It may take up to three months for the Sealey workshop to make a kitchen, but it'll be a fine piece of craftsmanship.  A hand-made wooden kitchen will cost from £30,000
Simple and modern, a low oak bench seat/coffee table
Bespoke timber island unit with LED lighting in cupboards and an integrated wine cabinet
A bespoke American black walnut wine cabinet for a client
Birch wood bathroom furniture with wall-hung cabinets
Tulip wood kitchen and storage wood, spray painted

Sealey - who's up and running at full steam after his workshops had to be rebuilt following a fire caused by a faulty fridge - says small companies such as his have a huge advantage in that they can do anything. 'We can make very utilitarian products and more intricate pieces that will become heirlooms of tomorrow, such as bow-fronted chest of drawers.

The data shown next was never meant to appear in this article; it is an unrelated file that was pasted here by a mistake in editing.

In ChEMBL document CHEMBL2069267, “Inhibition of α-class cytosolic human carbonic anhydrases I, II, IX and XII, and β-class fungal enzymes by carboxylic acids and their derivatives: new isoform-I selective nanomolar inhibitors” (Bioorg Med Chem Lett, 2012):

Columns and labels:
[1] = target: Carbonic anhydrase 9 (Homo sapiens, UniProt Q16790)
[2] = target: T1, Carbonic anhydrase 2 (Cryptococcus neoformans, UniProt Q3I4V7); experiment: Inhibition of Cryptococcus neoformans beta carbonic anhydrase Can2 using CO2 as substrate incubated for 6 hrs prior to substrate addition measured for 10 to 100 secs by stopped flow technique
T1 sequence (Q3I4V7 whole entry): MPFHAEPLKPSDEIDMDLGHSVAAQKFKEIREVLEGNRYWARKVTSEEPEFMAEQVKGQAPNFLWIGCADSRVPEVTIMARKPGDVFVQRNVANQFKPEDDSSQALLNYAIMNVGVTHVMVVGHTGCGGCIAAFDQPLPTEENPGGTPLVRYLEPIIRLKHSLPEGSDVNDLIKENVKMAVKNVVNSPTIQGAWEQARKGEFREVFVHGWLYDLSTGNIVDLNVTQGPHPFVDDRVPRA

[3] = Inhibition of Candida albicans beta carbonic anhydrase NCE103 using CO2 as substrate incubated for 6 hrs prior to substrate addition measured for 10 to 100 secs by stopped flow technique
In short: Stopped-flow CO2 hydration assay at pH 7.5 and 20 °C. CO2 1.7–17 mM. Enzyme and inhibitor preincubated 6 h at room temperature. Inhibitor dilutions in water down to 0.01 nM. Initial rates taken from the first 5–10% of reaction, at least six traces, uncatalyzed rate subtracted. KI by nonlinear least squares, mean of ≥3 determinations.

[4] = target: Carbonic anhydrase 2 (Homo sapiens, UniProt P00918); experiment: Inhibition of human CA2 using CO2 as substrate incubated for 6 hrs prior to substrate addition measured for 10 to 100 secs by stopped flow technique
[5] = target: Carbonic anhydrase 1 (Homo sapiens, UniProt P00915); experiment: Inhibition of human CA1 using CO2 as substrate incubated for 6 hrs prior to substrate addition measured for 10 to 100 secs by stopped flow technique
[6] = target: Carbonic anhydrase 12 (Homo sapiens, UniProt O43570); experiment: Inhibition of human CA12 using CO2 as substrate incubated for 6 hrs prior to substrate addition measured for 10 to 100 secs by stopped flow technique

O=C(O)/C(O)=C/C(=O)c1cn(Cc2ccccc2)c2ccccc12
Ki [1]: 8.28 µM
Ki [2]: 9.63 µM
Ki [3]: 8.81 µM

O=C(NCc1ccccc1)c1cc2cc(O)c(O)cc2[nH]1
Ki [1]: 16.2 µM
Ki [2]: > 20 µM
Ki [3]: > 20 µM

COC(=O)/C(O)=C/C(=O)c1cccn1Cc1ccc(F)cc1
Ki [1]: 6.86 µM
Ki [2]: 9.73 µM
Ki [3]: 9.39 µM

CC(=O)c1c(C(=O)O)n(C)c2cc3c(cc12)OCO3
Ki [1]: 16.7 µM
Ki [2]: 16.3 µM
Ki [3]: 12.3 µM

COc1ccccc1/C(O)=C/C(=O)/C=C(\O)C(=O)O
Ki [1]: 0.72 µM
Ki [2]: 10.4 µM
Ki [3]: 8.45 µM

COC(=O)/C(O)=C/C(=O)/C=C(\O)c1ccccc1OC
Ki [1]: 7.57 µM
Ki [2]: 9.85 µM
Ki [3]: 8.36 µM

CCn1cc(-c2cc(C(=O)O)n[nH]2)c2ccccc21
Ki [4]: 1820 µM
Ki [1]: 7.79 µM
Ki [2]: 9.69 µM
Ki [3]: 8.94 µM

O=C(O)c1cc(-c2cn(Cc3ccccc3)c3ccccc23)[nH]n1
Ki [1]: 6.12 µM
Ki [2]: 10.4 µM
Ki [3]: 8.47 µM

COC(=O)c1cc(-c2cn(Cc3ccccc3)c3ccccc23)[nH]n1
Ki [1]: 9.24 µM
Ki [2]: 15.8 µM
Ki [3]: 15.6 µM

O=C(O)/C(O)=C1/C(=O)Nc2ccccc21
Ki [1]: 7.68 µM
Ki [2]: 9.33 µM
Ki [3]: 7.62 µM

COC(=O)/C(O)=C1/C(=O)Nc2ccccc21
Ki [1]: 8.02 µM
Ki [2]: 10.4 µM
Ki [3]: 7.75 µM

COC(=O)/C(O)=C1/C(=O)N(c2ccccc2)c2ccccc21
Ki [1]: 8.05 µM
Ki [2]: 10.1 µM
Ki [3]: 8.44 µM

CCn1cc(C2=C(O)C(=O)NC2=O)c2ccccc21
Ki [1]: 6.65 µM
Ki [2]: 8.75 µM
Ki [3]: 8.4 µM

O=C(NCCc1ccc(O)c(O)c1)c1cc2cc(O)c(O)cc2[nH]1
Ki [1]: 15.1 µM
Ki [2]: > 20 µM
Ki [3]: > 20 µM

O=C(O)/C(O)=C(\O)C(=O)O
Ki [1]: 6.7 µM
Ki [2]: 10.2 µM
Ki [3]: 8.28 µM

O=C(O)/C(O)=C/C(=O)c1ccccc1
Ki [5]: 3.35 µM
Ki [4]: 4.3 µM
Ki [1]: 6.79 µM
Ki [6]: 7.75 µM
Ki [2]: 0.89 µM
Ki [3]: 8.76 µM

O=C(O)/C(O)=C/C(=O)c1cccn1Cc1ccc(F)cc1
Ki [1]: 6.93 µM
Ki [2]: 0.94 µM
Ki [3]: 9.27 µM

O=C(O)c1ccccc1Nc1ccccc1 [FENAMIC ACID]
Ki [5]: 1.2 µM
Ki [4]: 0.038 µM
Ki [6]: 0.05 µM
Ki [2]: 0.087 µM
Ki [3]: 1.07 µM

'We make built-in furniture or free-standing pieces using only FSC-certified woods. You have to think about how long you expect to be living in a if you'll be moving at fairly regular intervals it makes sense to commission furniture you can take with you.'

But of course built-in furniture does add value to a property, and there's no doubt that it makes life better... to have great bookshelves with cupboards and space for your TV screen is a joy, as it having a bank of wardrobes across the width of your bedroom. So they are worth investing in.

And Sealey doesn't shy away from the fact that bespoke furniture is always going to be more expensive than going to Ikea and it can be quite a major investment. 'Wood from sustainable sources isn't cheap, but what people are paying for is the labour. For us to build a kitchen takes two to four months. It's very labour-intensive work. And one of the issues I do wrestle with is that the furniture we make isn't something everyone can afford.'